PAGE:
Some one got judgment against my LLC. LLc has no assests and no bank account for the past few months. Instead I am running another LLc for same type of business. What will happen in that case/
To properly answer your question, someone would need to sit down and take a holistic approach by looking at all the facts, as well as the possible tax ramifications of any decisions. Generally, a judgement against an LLC is not a judgement against the member(s) (owners of the LLC). However, here are a few scenarios where an LLC owner (member) may be potentially liable for the judgement entered against the LLC:
1) Owner/member has signed some type of personal guarantee (a common occurrence in bank loan agreements).
2) A contract that binds an owner/member for the liabilities incurred by the LLC.
3) A regulation or statute making the owner/member personally liable. For example, it is NOT unheard of for a state to have a law that makes the X(ie. 10) number of the largest owners/members personally liable for unpaid wages owed by the LLC.
4) An involuntary Bankruptcy filing of an LLC (especially when it has one or few members) initiated by a creditor, under some type of substantive consolidation doctrine.
5) A court ruling piercing the LLC corporate veil, as well as by way of reverse piercing.
6) A substantial tax assessment/judgement against an LLC owned by one or a few owners/members.
The above are just some quick examples. The answer to your question could depend on a number of factors that were not provided in your inquiry, such as:
1) What state was the LLC formed in?
2)Does the LLC's formation state adopted RULLCA (Revised Uniform Limited Liability Company Act)?
3)Are there any fraudulent conveyance issues?
4)What is the underlying nature and jurisdictional state where the judgement was entered at?
5) Is the LLC active and in good standing?
6) Does the LLC have a proper and well drafted operating agreement?
7)How long was the judgement against the LLC entered?
8)How many owners/members the LLC have?
It may be a good idea to discuss your situation in more detail with a licensed attorney in your applicable jurisdiction (probably one with business/corporate litigation experience). I hope that was somewhat helpful.
Disclaimer: John Kiritsis a licensed Attorney in New York and New Jersey. Also, John Kiritsis earned a Certified Public Accountant(CPA) license and is authorized to represent taxpayers before the IRS. The foregoing discussion does not establish an attorney client relationship with John Kiritsis. John Kiritsis' response is qualified by the limited facts stated above, jurisdictional laws which John Kiritsis may not be familiar and/or John Kiritsis' lack of licensing to provide legal or tax advice in the appropriate jurisdiction. Avvo doesn't pay John Kiritsis or his law firm for providing answers in this site. Answering, replying and/or commenting to your question(s) doesn't form an attorney client relationship with John Kiritsis and/or his law firm . If you want to retain the services of John Kiritsis, please contact John Kiritsis. Otherwise, please don't expect a further response. John Kiritsis needs an actual written agreement to form an attorney-client relationship, as well as, a proper conflict of interest check. You shouldn't rely on John Kiritsis' answer, since different state laws may apply, the fact specific nature of your inquiry. To obtain proper and/or sound legal advice upon which one can rely necessitates retaining an attorney who is qualified in this particular area of the law. Any comments are merely suggestions for you to think about in discussing your situation with your local attorney. As previously stated, to properly answer your question someone would need to sit down and take a holistic approach by looking at all the facts, as well as the possible tax ramifications of any decisions.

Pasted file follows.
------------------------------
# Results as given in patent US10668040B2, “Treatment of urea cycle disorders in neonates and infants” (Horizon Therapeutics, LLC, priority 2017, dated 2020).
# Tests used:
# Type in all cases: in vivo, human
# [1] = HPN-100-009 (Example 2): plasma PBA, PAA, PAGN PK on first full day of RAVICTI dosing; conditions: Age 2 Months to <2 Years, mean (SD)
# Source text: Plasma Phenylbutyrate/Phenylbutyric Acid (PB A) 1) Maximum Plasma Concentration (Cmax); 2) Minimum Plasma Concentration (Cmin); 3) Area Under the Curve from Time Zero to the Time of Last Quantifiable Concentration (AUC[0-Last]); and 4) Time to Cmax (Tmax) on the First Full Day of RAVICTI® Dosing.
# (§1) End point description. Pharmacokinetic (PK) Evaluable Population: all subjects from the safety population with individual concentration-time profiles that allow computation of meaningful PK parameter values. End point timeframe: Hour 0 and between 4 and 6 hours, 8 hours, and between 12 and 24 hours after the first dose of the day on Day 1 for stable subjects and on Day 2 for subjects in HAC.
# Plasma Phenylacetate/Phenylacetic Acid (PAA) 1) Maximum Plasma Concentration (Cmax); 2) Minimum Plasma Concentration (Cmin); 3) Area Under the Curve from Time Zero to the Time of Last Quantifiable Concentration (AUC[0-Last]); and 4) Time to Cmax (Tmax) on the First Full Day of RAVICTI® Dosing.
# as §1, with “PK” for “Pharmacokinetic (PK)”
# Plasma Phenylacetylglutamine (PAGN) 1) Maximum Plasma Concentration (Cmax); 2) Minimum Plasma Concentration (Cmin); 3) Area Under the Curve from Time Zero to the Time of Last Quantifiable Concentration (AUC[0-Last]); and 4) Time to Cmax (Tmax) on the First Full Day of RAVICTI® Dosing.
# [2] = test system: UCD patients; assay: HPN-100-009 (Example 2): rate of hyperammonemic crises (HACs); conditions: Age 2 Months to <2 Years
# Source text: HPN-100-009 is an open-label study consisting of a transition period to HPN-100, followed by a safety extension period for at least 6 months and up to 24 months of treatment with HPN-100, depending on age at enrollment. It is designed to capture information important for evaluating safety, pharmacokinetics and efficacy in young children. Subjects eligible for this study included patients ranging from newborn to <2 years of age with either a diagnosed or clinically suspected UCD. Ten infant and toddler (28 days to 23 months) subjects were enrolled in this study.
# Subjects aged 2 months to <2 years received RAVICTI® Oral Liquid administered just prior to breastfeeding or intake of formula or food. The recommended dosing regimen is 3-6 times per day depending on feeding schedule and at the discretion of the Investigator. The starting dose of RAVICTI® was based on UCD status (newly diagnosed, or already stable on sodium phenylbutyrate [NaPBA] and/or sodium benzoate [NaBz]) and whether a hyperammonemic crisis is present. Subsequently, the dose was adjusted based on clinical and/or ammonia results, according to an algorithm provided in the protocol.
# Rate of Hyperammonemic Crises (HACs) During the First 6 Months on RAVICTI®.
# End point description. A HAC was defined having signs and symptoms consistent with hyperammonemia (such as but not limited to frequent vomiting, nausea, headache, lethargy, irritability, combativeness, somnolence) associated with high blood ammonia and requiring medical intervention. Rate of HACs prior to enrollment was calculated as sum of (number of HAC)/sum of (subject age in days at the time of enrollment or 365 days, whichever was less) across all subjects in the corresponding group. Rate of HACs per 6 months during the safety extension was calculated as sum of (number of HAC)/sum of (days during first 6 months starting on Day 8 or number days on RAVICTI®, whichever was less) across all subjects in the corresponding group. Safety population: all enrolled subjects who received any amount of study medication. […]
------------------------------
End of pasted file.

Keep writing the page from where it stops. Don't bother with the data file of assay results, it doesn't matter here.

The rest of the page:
It's a good question and the answer depends on a further review of the facts. There is a scenario where the creditor won't be able to do much/anything with the judgment, and there are other scenarios whether either you might personally be on the hook, or your new LLC might be. There are many considerations that could affect these scenarios, such as the basis of the judgment, the nature of the new LLC as compared to the old, and so on. It would be a good idea for you to sit down with an attorney to understand the potential exposure, if any, to you and/or your new LLC.
DISCLAIMER: This information is not and cannot be considered to be legal advice, nor does it signify the formation of an attorney-client relationship. It is merely general information that you should not rely on, unless we speak extensively in person and I explicitly inform you that I am giving you legal advice that you can act upon. Before I can represent you, I have to ensure that there are no conflicts of interest or other obstacles to representation; therefore, you should not assume that I am your attorney until we enter into a written agreement to that effect.
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